Macrowine 2021
IVES 9 IVES Conference Series 9 Use of computational modelling for selecting adsorbents for improved fining of wine

Use of computational modelling for selecting adsorbents for improved fining of wine


The occurrence of faults and taints in wine, such as those caused by microbial spoilage or various taints, have resulted in significant financial losses to wine producers. The wine industry commits significant financial resources towards fining and taint removal processes each year. Fining involves the addition of one or more adsorptive substrates to juice or wine to bind certain components, thus reducing their concentration [1]. However, these processes are often not selective and can also remove desirable flavour and aroma compounds. Computational modelling techniques have not previously been exploited by the wine sector but have been used in other fields to predict the behaviour of target compounds with selected substrates. This study aimed to better elucidate the binding interactions between wine components (both desirable and undesirable) and common adsorbents through computational modelling and laboratory scale fining trials in order to improve the selection of adsorbents for specific fining or taint removal applications. The binding energies for a range of volatile compounds associated with common wine faults and taints, including guaiacol, 4-methylguaiacol, cresols and syringol (smoke taint), 4-ethylguaiacol and 4-ethylphenol (Brettanomyces spoilage), 3-isobutyl-2-methoxypyrazine (IBMP; ladybird taint), geosmin and methylisoborneol (fungal taint) and trichloroanisole (cork taint), as well as volatiles associated with varietal aroma and flavour, including esters, C13-norisoprenoids and monoterpenes, or oak maturation, including cis- and trans-oak lactone, vanillin and eugenol, were calculated against a range of adsorbent substrates, including bentonite, polyvinylpolypyrrolidone (PVPP) and α-cyclodextrin (α-CD) using the density functional theory as implemented in FHI-aims, a software package for atomic scale materials modelling. The computational data suggests that α-CD could be used to selectively remove a variety of different molecules but it is less suitable for removal of IBMP. In fact, the strongest interaction comes from materials with strong hydrogen bonding systems, such as eugenol and vanillin. PVPP is a purely hydrogen-bonding sponge. It actively excludes substrates which do not hydrogen bond very well; thus, it has a very high selectivity for vanillin, and other molecules with pendant hydroxyl functionalities in a non-sterically limited environment (such as certain phenols). This presentation will comprise results from computational modelling experiments and fining experiments conducted in the laboratory. Quantitative chemical analysis of wine volatiles before and after fining treatment enables predictions based on computational approaches to be evaluated.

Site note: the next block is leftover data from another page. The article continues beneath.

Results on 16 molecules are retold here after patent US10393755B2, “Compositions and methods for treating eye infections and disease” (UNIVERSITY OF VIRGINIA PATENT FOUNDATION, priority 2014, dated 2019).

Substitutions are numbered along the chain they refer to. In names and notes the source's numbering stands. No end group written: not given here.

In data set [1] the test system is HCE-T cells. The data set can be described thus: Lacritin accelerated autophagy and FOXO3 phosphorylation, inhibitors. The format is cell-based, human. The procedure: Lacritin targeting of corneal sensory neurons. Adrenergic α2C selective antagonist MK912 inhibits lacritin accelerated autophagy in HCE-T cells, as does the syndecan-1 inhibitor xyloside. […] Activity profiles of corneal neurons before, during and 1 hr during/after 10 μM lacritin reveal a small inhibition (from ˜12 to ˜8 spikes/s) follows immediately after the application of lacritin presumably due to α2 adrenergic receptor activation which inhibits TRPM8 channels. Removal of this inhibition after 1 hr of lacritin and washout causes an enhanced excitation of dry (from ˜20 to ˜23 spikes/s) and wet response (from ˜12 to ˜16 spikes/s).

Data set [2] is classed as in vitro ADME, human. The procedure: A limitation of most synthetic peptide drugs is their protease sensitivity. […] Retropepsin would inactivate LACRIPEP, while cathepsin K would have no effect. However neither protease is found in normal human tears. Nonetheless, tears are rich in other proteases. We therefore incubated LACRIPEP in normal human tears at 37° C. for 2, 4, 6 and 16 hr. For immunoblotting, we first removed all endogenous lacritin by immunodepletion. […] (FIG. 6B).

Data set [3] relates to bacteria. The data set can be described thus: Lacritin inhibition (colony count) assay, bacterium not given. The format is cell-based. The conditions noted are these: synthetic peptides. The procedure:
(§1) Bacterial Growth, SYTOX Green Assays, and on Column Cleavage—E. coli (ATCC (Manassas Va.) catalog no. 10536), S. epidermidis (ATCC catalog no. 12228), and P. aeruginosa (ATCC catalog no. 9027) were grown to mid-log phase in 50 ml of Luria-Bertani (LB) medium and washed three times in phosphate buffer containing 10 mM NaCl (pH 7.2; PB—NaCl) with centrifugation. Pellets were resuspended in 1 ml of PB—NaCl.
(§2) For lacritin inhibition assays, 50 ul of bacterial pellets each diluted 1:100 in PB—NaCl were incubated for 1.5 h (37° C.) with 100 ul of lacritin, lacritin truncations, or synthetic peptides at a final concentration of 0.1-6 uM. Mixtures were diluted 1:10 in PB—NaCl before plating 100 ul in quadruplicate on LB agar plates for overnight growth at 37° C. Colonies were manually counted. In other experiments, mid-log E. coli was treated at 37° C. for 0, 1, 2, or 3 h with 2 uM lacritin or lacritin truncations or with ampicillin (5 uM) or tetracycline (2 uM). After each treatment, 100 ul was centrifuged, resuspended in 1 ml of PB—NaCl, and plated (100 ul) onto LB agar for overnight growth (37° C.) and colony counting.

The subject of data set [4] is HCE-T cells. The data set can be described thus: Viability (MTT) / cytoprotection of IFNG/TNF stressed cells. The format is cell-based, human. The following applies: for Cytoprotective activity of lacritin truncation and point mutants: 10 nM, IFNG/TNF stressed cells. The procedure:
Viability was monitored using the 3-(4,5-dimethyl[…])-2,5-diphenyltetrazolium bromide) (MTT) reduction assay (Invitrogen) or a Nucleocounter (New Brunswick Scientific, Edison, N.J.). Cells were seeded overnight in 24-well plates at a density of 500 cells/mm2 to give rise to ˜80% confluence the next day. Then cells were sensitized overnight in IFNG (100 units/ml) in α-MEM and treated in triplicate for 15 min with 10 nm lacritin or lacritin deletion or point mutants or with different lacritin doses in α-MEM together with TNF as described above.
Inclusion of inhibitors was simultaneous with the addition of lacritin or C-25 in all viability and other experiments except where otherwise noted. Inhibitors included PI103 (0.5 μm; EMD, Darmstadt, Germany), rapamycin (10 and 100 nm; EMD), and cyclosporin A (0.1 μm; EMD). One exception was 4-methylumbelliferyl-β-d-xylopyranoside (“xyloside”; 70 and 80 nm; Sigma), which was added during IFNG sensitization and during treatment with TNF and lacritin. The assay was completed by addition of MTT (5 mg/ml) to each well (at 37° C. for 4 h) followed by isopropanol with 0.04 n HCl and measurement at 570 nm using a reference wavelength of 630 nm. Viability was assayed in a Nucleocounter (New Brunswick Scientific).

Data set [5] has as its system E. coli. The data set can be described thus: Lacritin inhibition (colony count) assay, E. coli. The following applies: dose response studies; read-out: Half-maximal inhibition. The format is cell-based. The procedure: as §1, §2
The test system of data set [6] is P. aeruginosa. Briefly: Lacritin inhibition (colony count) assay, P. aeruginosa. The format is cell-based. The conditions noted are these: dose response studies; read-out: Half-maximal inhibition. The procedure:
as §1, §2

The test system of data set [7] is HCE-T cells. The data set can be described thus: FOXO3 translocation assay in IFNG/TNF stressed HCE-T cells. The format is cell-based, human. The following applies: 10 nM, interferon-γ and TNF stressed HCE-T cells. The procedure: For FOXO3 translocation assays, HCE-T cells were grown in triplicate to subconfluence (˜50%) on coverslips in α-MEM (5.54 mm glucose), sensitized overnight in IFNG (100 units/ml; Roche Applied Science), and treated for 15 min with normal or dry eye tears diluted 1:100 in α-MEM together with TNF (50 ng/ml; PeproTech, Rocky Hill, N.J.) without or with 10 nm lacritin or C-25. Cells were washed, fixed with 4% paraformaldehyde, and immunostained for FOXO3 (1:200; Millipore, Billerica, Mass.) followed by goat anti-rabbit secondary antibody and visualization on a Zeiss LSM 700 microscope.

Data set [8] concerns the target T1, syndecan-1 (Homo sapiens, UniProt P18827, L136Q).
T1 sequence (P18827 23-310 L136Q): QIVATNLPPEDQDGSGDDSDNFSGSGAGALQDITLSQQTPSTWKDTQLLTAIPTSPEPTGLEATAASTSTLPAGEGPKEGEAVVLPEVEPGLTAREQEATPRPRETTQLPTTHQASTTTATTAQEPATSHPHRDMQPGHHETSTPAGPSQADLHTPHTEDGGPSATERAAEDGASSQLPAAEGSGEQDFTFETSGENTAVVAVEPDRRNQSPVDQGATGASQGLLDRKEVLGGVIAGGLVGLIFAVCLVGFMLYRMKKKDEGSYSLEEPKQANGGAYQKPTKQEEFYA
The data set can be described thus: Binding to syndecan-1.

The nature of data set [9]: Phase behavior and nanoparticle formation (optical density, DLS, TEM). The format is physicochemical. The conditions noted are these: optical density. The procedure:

1. Castellari, M., Versari, A., Fabiani, A., Parpinello, G.P. and Galassi, S. (2001) Removal of ochratoxin A in red wines by means of absorption treatments with commercial fining agents. Journal of Agricultural and Food Chemistry, 49, 3917–3921.

Publication date: May 17, 2024

Issue: Macrowine 2016

Type: Article


Julie Culbert*, Christopher Hendon, Kerry Wilkinson

*University of Adelaide

Contact the author


IVES Conference Series | Macrowine | Macrowine 2016


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